Be well in 2012
Posted Thursday 5 January 2012
The start of a new year is an excellent opportunity for personal growth, learning new things, and breaking bad habits, but it’s an equally good opportunity for self-sabotage.
When I was diagnosed with bipolar disorder ten years ago, I took it very personally. I felt that my periods of depression and mania were personal flaws, rather than symptoms of my illness. I felt bad about myself and I wanted to be better.
I didn’t know exactly what “better” was, but I knew I needed it to be happy, so I began to search.
I’ve heard it said that insanity is doing the same thing more than once and expecting different results. I suppose that particular insight was obscured by the fact that each reinvention really looked different.
In my first year of university, as a psychology major, I wore cowboy boots, men’s shirts and blazers (this was to compensate for my embarrassingly revealing uniform as a cocktail waitress on the nights I worked).
After failing out of two schools (during which I changed my major from psychology to literature to art history and then back to psychology), I dropped everything and moved to New York to pursue acting, my first love.
Four disastrous months and a very bad dye job later, I had arrived in London and found myself chased out of my most recent flat, huddled next to a hysterical ballet dancer at a bus stop in Bethnal Green. The worst part was, I was wearing the leg warmers.
The truth was that although I changed the location, wardrobe, and set dressing, I was repeating the same performance, stuck in a pattern of self-sabotage.
When the depression overwhelmed me, I had to drop whatever I was doing, admit defeat, and start something else. Throughout my years of living this way I lost friendships, relationships, and opportunities. I always blamed myself, yet I felt completely powerless to stop the cycle.
The only thing that kept me going was the belief that once I found “better”, I would be happy.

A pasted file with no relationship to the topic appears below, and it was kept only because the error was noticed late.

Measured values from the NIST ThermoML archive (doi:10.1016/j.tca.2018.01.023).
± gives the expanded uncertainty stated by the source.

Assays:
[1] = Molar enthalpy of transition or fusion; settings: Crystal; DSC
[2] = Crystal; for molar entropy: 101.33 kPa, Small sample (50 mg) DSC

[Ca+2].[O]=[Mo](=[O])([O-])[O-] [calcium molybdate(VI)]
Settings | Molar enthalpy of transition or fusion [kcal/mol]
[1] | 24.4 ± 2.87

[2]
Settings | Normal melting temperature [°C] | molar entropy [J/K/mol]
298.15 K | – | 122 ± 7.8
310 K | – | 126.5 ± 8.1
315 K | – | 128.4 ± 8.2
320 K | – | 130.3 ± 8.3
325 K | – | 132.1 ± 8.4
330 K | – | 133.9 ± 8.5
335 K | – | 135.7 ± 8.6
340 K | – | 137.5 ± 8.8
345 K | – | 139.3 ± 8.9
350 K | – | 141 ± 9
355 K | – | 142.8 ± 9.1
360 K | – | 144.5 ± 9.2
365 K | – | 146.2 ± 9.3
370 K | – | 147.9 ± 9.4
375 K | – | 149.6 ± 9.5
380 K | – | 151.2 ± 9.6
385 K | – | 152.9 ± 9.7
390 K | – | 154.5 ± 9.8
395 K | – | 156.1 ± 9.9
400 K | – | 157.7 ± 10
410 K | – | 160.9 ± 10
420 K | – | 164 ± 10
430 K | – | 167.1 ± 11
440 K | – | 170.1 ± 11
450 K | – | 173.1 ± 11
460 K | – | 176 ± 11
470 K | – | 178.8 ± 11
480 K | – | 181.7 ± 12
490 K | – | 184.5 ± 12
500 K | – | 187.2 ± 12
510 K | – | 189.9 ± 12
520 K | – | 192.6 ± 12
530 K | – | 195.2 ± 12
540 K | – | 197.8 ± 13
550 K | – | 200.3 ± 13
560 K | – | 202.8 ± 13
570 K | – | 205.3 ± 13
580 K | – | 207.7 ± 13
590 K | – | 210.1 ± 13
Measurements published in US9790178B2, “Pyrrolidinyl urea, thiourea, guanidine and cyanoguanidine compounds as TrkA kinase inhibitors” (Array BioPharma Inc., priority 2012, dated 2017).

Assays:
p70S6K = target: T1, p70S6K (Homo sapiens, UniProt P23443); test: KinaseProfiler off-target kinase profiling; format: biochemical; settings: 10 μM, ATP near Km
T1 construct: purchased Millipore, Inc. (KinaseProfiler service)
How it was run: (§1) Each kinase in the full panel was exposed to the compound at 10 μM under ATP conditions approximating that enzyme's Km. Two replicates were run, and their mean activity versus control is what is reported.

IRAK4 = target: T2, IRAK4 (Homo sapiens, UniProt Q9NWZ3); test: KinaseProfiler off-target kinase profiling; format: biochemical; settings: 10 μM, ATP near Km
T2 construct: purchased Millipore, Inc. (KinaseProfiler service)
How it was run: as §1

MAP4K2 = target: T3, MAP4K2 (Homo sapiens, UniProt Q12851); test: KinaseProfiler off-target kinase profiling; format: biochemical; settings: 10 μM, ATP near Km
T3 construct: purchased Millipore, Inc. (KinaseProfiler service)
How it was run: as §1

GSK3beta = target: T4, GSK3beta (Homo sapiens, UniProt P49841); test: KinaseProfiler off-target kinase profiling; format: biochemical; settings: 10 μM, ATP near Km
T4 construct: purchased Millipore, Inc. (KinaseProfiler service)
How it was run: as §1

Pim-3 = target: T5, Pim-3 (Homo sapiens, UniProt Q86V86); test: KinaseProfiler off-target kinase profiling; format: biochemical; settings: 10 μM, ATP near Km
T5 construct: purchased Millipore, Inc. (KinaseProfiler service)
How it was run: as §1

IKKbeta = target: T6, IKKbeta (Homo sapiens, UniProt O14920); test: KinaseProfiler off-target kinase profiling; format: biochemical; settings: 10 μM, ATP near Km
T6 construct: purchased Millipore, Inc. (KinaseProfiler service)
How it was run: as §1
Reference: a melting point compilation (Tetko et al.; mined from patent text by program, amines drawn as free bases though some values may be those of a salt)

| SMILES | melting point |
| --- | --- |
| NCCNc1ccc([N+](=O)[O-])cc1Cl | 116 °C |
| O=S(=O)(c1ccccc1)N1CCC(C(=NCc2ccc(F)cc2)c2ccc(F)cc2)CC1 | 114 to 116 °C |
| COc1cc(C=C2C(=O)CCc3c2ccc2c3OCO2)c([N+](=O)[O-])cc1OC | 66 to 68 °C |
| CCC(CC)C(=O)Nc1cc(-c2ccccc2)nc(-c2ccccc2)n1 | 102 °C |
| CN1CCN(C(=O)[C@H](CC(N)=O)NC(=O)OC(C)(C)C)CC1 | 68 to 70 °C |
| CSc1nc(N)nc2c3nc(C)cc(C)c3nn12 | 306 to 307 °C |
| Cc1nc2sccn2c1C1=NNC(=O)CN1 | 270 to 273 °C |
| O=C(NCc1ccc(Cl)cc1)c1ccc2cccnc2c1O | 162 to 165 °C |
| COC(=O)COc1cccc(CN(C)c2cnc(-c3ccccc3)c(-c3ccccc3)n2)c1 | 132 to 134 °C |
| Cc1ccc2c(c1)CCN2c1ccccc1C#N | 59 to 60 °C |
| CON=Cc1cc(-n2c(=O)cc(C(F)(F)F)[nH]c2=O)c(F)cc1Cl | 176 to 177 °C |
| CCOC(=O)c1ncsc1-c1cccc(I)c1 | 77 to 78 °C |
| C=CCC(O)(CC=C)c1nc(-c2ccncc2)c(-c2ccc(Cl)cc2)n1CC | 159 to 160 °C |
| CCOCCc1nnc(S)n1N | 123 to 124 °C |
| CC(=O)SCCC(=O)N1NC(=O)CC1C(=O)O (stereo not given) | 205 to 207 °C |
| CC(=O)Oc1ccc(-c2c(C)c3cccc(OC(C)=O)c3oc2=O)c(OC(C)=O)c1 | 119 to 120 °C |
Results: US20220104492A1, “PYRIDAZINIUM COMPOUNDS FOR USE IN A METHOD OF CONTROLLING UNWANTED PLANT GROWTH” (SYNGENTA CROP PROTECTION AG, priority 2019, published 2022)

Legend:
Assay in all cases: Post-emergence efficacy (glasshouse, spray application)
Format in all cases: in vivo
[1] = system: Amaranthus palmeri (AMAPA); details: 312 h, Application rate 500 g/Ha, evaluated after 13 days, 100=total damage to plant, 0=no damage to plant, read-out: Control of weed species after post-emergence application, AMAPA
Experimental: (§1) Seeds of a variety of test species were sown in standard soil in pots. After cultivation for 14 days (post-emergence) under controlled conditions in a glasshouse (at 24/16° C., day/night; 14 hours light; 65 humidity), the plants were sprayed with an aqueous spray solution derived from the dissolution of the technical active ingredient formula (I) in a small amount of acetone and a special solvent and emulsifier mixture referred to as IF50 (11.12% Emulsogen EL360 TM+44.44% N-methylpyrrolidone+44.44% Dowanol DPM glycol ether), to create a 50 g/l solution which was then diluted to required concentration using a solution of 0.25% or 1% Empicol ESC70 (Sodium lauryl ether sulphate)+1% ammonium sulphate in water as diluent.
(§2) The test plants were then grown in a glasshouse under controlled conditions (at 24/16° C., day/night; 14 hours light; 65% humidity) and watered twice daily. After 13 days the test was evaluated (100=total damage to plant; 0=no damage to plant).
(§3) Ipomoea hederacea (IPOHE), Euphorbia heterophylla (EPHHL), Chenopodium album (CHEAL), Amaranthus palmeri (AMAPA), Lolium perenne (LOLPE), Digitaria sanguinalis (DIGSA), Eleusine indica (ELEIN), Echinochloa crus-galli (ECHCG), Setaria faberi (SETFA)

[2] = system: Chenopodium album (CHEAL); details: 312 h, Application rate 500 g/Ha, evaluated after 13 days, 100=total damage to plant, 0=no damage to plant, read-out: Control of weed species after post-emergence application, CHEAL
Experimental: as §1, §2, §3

When I met my husband, I realised that the normal escape plan was no longer an option. I was in love, and my life was now entwined with another person’s. I couldn’t live for a future that might never transpire, waiting for “better” to come along.
I had to have more than “I’ll be happy when…” I wanted to make my life work wherever I was. So, reluctantly, I stopped searching. I not only had to let go of getting better, I had to let go of “better” as a concept.
The results were quite surprising.
Since then, I have felt more content in my life than ever before. I enjoy stronger, healthier relationships with my friends and family, and a happier marriage.
Perhaps it’s the relief that I am no longer searching for something I can’t define, or maybe it’s because I stopped feeling like something was missing, or for that matter, that I was missing something.
I am still in treatment, and though I may have given up the search for “better”, I have begun a new journey, one in which I can live moment to moment.
The past decade may have been about getting better, but 2012 is about getting well.
Michelle Scofield McGinn
Michelle Scofield McGinn was born in Washington, DC and lives in London. She is a contributing writer for The Urban Times.
You can read more about living with bipolar disorder on her blog and you can follow her on twitter at @hexpatriate
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